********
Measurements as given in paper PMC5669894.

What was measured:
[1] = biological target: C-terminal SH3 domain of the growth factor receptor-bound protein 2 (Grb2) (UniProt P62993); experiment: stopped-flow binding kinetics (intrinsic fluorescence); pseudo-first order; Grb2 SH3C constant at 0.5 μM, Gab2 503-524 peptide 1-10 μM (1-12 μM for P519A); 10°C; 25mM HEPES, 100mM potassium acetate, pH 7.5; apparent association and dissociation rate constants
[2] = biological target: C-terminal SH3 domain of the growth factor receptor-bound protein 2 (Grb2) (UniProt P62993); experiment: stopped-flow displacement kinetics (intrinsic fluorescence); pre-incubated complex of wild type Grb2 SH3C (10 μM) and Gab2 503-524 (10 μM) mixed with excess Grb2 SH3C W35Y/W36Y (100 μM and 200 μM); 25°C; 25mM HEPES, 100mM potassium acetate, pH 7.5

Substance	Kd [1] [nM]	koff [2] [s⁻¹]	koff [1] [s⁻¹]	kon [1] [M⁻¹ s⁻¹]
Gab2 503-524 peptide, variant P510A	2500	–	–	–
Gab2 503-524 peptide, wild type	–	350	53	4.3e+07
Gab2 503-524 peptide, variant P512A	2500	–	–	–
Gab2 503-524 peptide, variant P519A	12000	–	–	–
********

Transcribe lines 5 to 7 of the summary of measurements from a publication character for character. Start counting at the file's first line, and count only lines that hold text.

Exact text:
Substance	Kd [1] [nM]	koff [2] [s⁻¹]	koff [1] [s⁻¹]	kon [1] [M⁻¹ s⁻¹]
Gab2 503-524 peptide, variant P510A	2500	–	–	–
Gab2 503-524 peptide, wild type	–	350	53	4.3e+07